What causes boils?

Staphylococcal bacteria is often the cause for most of the boils one gets. It’s basically a germ that enters the hair follicles through pores or smaller nicks and cuts on the surface of one’s body causing an irritation, leading to a pus formation in most cases. The size of a pus may vary from one person to another, the area affected or the size of one’s pores. Boils may also be prevalent in those who have a particular type of skin that attracts more external particles or dust towards them such as those with an oily skin or a combination skin type.

 

What are the symptoms & who are more likely to be affected?

Boils usually appear as tiny red lumps, that are slightly hard to touch and painful in most cases. The size of the boil generally increases almost up to two-three times its initial size in a couple of days time and gradually tends to form a pus inside it!

People in their initial puberty stage are likely to get boils more often, people who are diabetic might suffer from boils, someone lacking a particular nutrient or an undernourished person is also likely to be susceptible to getting boils and those who tend to be on the oilier side of things also might be prone to boils a bit more than the rest. Pregnant women, smokers, alcoholics, and women in menopause are also more vulnerable to getting boils.

 

Is it harmful & are home remedies enough to treat them?

No, boils alone may not be a harmful condition. They are almost a part and parcel of everyone’s life and usually come and reduce on their own. A large number of people also turn towards natural and homemade remedies to treat boils and are often quite effective! The right ingredients in the right measurements are highly likely to treat the boil and help reduce or completely eradicate the boil and most people choose these remedies as they are easily available, inexpensive and most importantly, they are effective! However, home remedies such as applying honey, calcium, toothpaste, curd, etc can be highly useful for those whose boils are temporary and have not been prevalent for a long time. It is imperative, however, to consult a doctor if it’s a recurring and painful occurrence each time. The following are signs or indications for seeking medical assistance:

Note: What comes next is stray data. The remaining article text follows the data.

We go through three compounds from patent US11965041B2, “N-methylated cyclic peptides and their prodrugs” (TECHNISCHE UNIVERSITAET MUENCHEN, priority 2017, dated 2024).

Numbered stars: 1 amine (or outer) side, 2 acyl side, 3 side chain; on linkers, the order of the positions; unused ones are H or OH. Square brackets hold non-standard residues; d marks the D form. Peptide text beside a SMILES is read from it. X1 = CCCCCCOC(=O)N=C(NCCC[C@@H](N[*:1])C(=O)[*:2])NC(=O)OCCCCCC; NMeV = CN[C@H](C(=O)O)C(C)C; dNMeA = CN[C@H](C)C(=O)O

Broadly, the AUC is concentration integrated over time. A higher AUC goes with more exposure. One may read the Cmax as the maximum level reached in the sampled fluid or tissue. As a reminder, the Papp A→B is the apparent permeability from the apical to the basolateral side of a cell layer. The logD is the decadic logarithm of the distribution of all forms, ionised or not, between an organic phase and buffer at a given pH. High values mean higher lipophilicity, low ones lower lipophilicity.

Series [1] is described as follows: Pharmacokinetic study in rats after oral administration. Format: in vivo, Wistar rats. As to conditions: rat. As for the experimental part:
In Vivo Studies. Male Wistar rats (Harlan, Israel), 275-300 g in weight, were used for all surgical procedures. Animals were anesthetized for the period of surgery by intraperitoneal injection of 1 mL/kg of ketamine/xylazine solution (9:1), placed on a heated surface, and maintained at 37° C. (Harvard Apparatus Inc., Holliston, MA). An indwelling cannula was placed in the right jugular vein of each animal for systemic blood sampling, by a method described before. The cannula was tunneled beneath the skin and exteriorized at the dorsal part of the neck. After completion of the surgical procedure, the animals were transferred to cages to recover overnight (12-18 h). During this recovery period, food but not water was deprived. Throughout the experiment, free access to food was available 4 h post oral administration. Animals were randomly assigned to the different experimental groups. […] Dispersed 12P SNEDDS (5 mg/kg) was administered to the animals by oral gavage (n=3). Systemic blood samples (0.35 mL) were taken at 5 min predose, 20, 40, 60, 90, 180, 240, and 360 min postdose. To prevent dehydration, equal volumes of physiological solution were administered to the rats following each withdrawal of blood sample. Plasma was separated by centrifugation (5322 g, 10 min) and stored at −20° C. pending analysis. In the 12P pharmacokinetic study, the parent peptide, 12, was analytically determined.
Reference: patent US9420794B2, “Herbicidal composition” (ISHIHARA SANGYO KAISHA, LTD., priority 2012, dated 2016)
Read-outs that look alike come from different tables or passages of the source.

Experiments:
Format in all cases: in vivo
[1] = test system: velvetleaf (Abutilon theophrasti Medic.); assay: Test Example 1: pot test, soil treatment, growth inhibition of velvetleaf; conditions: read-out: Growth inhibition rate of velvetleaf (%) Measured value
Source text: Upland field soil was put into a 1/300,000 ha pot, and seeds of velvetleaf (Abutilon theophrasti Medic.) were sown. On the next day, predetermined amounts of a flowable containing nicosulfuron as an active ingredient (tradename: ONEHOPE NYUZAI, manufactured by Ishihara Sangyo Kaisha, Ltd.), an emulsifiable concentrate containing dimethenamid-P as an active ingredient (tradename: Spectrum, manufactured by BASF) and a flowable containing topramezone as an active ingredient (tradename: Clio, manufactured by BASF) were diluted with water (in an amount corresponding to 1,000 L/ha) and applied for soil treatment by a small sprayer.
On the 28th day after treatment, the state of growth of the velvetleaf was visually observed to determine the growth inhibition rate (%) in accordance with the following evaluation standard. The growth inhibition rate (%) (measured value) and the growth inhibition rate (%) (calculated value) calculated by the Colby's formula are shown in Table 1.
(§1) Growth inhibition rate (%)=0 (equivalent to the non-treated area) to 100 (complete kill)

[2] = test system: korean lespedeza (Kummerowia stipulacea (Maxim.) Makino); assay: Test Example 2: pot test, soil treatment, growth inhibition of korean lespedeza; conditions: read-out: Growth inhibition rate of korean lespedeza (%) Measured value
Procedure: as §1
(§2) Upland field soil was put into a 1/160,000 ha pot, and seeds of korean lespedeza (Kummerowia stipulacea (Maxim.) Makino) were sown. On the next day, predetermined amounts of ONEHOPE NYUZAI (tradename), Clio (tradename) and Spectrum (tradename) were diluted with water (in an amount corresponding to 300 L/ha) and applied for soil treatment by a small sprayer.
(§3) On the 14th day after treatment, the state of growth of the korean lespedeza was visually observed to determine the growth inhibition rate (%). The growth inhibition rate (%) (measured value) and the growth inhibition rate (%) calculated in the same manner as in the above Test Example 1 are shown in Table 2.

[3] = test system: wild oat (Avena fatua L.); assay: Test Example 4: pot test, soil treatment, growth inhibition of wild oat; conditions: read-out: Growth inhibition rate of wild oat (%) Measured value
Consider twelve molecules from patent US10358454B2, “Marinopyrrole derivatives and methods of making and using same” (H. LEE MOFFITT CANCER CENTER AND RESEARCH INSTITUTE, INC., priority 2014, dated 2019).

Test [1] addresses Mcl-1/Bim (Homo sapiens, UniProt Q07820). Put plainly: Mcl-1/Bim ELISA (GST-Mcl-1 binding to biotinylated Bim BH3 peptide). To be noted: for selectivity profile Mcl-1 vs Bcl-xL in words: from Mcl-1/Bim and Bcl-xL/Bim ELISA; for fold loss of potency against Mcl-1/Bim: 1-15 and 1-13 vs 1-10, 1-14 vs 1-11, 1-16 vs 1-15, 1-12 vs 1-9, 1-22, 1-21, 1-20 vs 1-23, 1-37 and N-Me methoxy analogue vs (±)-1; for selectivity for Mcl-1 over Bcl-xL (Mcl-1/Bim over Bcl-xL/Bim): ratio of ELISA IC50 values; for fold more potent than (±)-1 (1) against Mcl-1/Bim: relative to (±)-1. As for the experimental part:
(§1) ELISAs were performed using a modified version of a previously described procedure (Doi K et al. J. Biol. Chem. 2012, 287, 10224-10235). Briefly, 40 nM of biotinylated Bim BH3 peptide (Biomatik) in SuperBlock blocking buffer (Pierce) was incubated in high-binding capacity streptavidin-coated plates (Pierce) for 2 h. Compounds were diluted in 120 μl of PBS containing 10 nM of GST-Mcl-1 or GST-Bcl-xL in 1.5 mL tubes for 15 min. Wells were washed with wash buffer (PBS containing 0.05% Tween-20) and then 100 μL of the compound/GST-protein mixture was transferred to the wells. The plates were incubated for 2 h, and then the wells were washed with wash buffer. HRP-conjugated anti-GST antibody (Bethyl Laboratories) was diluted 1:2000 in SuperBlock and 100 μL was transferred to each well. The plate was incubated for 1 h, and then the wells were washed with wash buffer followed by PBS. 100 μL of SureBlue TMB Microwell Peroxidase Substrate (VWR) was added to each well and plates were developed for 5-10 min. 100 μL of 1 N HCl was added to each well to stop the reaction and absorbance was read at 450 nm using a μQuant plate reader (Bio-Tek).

• If you get a fever
  • The boil turns extremely red and painful
  • If the pus does not naturally drain out
  • If another boil erupts beside the first one
  • If the boil turns bigger and red streaks appear around it

 

Boils may not be harmful by themselves but can be a potential indication that your body is going through some kind of a change internally and must be addressed immediately as ignoring a big, painful or recurring boil can lead to some other health condition eventually. It is best to treat your skin with care, using natural and chemical-free products as much as possible and by eating healthy and a balanced meal.

Diarrhoea during periods. Is there cause for worry?

Did you know that though menstruation is a common phenomenon for most woman, it’s very different from one person to another? Each woman goes through menstruation but the experience or feeling is varied depending on several other things! Menstruation is a symbolic process that transpires in a woman’s body once she hits puberty as it’s the body’s way of communicating to you that it is now prepared to produce fertile eggs and can bear children henceforth. Menstruation, however, comes with various mild to moderate issues along with it that are known to cause slight distress and pain in women. Symptoms range from soreness in the breasts, gas formation, loose motions/diarrhoea, nausea, bloating, stomach cramps and several similar conditions. All of which are natural and do not pose any threat to the body when occurring in a regular timeline, however, any irregularity or change in the flow of period blood needs to monitor and consulted by an authorized gynecologist immediately.

The menstrual cycle of some women may change or face some irregularity in cases where the woman is under some sort of medication that may have a direct effect on her hormonal balance, etc and one must be sure to understand all the side effects that any medication they are prescribed may have before consuming them. One such symptom that is highly noticeable in women during their menstruation period is diarrhoea and this article is mainly focussed on discussing whether diarrhoea during periods is normal or if there’s something that you should be worried about!

 

What causes Menstrual Diarrhoea?